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How a twisted Star of David became the perfect representation of my connection to Judaism.
I was 38 years old and pregnant with a child that seemed to have evolved magically, without intention or design, although admittedly I had considered parenthood sporadically through my twenties and thereafter. Married and working full-time as the editor of a legal magazine in the San Francisco Bay Area, proudly Jewish but loosely affiliated with a Berkeley synagogue, the confirmation of a baby on the way was the fruition of extreme hopes so long deferred.
An exuberance of my new state of body and mind punctuated every moment. I allowed nothing to disturb the feelings of happiness and the blessings of good fortune that had been visited unexpectedly upon me. I had always been some sort of an irregular person, defiant about filling societal expectations and the somewhat unusual relationships I chose to have. Now I would tread a foreseeably conventional path filled with baby showers, books and physically preparing for a labor I secretly feared.
My Judaism, in the background of my life, suddenly surged forward, seeming to insist upon being part of the prenatal show. Ethics of the Fathers states that there are three things upon which the world stands: Torah, prayer, and acts of loving-kindness. I realized that I too would require a great deal of sustenance and began reading passages of the holy book, praying at least twice-daily and helping others as much as I was humanly capable of.
One day in March, my happy life imploded with long-term terrifying consequences.
Then one day in March, my happy life imploded with long-term terrifying consequences. A normal, unremarkable pregnancy ended in an emergency C-section with my beloved pediatrician quickly diagnosing my son with jaundice, an electrolyte imbalance, thrombus in the brain, and congestive heart failure. Suddenly my husband and I were confronted with, minimally, the specter of a long-term hospitalization in pediatric ICU and the lacerating words from his team of 14 physicians that it was not likely he would survive.
My anger at the apparent injustice of the world knew no bounds, aligned with a complete and unprecedented loss of faith in the possibility of an amiable and virtuous world. Why would God permit my son’s very life to hang in the balance?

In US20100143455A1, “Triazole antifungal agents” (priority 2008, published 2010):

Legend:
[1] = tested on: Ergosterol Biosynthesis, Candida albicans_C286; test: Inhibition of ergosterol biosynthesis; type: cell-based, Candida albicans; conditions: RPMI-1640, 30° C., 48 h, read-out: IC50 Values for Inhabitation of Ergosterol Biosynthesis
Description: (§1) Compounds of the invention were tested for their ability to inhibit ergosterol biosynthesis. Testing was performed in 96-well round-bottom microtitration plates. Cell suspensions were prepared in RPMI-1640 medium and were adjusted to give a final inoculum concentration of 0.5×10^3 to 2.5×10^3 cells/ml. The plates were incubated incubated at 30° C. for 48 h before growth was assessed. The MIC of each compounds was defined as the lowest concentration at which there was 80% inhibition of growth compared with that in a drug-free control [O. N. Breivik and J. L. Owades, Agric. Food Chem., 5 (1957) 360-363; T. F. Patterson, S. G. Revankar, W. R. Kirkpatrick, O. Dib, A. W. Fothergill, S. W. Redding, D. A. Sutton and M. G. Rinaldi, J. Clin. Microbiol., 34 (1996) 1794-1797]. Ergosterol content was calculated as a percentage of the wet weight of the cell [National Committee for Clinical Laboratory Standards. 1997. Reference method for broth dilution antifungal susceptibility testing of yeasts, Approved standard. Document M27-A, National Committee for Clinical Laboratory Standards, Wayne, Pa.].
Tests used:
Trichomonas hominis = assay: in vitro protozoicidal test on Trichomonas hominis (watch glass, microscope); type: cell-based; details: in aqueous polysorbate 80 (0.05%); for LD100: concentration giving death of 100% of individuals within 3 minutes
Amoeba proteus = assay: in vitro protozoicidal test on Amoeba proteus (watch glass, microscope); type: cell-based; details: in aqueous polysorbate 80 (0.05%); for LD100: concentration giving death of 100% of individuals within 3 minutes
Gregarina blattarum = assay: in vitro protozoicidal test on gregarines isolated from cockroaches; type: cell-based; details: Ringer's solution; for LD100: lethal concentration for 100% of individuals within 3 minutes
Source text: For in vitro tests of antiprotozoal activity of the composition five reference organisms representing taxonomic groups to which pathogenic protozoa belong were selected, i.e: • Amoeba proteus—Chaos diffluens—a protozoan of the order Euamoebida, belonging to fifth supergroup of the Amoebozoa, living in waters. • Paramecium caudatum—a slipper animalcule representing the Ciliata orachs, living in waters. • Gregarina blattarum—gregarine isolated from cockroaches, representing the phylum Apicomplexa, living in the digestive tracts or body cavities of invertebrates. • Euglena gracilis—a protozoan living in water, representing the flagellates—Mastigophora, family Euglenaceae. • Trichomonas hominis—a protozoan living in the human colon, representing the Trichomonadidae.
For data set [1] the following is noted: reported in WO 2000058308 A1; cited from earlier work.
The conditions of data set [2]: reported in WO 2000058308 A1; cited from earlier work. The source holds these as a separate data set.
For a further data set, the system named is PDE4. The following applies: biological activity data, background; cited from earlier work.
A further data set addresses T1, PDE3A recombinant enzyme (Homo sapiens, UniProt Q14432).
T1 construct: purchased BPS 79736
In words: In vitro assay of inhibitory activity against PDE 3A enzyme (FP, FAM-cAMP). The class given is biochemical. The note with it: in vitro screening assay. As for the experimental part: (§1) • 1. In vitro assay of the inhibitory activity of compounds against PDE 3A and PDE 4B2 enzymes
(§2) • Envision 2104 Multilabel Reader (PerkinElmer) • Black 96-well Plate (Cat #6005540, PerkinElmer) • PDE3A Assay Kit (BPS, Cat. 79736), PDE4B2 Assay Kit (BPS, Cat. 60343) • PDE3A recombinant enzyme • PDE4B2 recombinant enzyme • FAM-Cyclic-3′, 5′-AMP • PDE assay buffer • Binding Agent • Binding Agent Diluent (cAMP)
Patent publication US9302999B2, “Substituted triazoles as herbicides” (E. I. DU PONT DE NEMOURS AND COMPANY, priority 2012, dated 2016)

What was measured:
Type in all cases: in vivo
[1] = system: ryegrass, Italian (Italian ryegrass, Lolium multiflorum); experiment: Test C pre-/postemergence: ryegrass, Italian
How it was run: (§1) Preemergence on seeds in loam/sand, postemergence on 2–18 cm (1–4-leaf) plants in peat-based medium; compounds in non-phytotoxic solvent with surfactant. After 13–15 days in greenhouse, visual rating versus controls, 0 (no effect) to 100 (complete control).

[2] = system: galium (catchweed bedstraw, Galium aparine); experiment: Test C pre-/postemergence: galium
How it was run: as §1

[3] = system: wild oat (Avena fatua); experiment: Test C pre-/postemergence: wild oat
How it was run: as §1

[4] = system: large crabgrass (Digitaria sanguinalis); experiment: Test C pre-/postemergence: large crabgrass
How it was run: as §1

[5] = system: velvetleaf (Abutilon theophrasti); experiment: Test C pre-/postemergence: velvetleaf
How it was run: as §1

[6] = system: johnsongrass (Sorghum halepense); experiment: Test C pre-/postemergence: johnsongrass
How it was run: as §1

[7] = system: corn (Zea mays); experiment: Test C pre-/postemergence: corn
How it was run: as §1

My partner was despondent, no longer employed, and the marriage was foundering – nothing seemed able to give us succor and good expectancies. Ultimately, he would abandon the two of us, returning to Canada in that vast expanse of land where we were never able to find him. Family and friends seemed to retreat from the enormity of my having a child with multiple infirmities; they too were overwhelmed from my sharing the medical reports and prognoses of my boy. I felt untethered in the world and all my prayers were powerless to make my son whole.
I remember reading in graduate school at UC Berkeley the words ascribed to T.S. Eliot – that sometimes there were simply no words extant to describe feelings and events. I no longer had any words (a person who had celebrated the beauties of the English language) and measured my moments in anticipating and examining the bad news certain to come about the tiny being residing on the fifth floor of Children’s Hospital Oakland, infinite tubes tied to his body and constant doctors and nurses hovering over him.
In July, Dr. Dodd, the chief cardiologist monitoring my son, Nils, called me into his office. “We are releasing him today,” he said. “His conditions have miraculously responded to all therapies, but he is not out of the woods completely yet. There will need to be a lot of follow-up care and three times per week visits to various specialists. But the good news is that you can take him home later this evening.”
As I sat there, I felt abject terror that I wouldn’t be equal to the task of managing any post-medical care and potential complications he would have. When I said, through my tears, that my son had not even been expected to live and I was terrified that he was still delicate and unviable, Dr. Dodd said these words to me that I have never forgotten: “The tendency of life is to continue. The Man Upstairs wanted this boy to survive.”